Review: Sleepy Eyes of Death 4: Sword of Seduction (1964)

Nemuri Kyoshiro, the protagonist in the Sleepy Eyes of Death films, was the creation of author Renzaburo Shibata.  My understanding is that the character in the novels is somewhat different than the Kyoshiro we see in the first three films.  I may never know for sure because I’ve yet to see an English translation of Shibata’s work, but what is clear is the fact that the character evolves in this, the fourth film of the series, and becomes more closely aligned with the original.

Sword of Seduction’s plot revolves around the wrongdoings perpetrated by one of the daughters of the shogun.  Her sadism has been allowed to run rampant and her actions have had a negative impact on the people in her little corner of Japan.  Kyoshiro is drawn into this situation when he learns more about what’s going on than the local leaders (and opium smugglers) are comfortable with.  The plot is a little convoluted but most of the disparate threads are eventually woven into a complete story tapestry.  The story material that centers around the persecution of Christians is especially interesting from a western point of view.  While not as jaw droppingly good as SEOD2, this installment is a big step up from the sloppy SEOD3.

One of the biggest reasons for the film’s success is the slow revelation of the history of the Kyoshiro character.  I’ll not reveal much here, but suffice it to say that it’s suggested that there could be a supernatural/spiritual side to the character that’s only been hinted at before.  It’s a shame that the biggest revelations come at the climax of the film as I’d have enjoyed seeing more of Kyoshiro’s reactions to this new information, but maybe that’s yet to come.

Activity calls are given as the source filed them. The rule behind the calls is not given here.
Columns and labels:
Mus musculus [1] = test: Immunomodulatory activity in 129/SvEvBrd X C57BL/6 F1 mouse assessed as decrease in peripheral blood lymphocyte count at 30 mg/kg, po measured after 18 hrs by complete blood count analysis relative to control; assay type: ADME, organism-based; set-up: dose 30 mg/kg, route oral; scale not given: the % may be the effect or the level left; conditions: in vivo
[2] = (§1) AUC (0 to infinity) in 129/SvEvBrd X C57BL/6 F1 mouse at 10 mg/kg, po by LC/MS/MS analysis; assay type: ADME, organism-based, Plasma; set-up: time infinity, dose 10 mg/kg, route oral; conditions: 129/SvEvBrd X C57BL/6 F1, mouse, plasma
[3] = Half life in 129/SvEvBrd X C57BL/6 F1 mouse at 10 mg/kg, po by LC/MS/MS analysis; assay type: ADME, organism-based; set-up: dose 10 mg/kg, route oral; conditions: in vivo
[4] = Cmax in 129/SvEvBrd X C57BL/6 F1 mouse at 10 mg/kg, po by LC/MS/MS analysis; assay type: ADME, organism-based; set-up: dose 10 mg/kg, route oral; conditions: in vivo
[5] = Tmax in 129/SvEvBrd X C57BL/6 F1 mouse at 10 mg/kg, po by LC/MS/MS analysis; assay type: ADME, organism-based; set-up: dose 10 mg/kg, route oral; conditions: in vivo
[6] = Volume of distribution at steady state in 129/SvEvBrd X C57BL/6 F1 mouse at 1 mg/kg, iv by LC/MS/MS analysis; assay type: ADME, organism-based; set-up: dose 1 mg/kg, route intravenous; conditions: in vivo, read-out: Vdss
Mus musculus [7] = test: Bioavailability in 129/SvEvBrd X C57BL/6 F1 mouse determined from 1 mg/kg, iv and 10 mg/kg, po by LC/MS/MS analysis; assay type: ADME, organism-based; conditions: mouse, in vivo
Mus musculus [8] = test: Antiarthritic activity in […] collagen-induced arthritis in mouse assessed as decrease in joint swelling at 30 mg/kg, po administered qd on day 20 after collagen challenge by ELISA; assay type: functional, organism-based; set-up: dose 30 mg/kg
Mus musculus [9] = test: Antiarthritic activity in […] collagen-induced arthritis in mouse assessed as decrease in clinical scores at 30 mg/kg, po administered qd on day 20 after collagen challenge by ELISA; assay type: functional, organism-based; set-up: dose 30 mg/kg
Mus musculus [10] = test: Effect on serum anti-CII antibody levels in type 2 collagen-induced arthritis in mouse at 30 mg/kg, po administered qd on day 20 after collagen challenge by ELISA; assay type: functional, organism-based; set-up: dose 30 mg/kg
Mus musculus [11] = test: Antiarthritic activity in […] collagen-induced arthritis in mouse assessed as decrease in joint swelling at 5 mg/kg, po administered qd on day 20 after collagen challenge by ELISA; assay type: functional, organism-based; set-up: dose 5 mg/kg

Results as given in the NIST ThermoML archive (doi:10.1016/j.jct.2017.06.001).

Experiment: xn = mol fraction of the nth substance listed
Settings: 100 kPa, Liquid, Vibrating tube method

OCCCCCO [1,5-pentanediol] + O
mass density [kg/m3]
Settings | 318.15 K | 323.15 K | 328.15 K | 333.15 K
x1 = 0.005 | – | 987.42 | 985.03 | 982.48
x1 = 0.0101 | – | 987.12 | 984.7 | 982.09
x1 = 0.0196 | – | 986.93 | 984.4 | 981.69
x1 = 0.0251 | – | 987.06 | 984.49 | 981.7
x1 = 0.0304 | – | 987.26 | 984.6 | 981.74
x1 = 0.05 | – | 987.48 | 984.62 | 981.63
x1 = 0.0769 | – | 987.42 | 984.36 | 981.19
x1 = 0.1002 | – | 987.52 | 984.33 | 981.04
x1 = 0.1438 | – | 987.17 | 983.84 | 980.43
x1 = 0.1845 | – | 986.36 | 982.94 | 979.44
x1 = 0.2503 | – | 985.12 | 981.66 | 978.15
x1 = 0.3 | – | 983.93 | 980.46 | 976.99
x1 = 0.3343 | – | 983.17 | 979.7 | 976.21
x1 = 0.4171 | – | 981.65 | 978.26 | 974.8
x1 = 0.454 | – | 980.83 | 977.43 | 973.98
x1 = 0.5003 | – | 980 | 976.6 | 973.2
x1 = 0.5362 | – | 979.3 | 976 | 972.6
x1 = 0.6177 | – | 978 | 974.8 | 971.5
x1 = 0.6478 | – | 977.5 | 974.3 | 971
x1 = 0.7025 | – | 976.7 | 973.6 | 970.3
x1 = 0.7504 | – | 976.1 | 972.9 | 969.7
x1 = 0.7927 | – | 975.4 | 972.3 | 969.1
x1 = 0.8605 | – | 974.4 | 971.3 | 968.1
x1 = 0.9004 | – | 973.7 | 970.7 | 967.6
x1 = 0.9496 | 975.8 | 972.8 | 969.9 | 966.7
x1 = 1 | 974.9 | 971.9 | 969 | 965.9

Kyoshiro’s development is clearly reinforced by some of the imagery used in the film, not the least of which is the unique effect used to emphasize his full moon cut sword technique.  As is usual for this series, every shot is masterfully composed.  In many cases, characters are relegated to the edges of the frame, leaving the impression that they’re being dwarfed by their world.  Framing, line quality, color and composition help communicate the story every single step of the way and it’s refreshing to see.  Cinematographer Chish Makiura had shot every SEOD film up to this point but would not return again until SEOD8.  His work is so great, I’m almost afraid to see the installments he didn’t shoot.

SEOD4 director, Kazuo Ikehiro, does a marvelous job drawing us in and focusing our attention on Kyoshiro’s internal battles.  He was a veteran director at the time, but this was his first SEOD film.  He handles the reigns masterfully and would go on to direct some of my favorite Japanese films, including Zatoichi’s Pilgrimage.

Series star, Raizo Ichikawa, embraces his character’s darkness more vividly than before, but is otherwise as charismatic in the role as he was in the previous installments.  He’s surrounded by the usual gallery of 60s character actors, not the least of which is Tomisaburo Wakayama appearing for the second time as the Chinese ne’er do well, Chen Sun.  This time, however, he’s sporting an odd pompadour that upstages him from time to time.  Chinese Elvis, anyone?

This is a very good installment in the 12-film series and one that holds up to repeated viewings.  It’s a darker installment, for sure, but that’s a welcome addition that bodes well for the remaining eight films.  Highly recommended.

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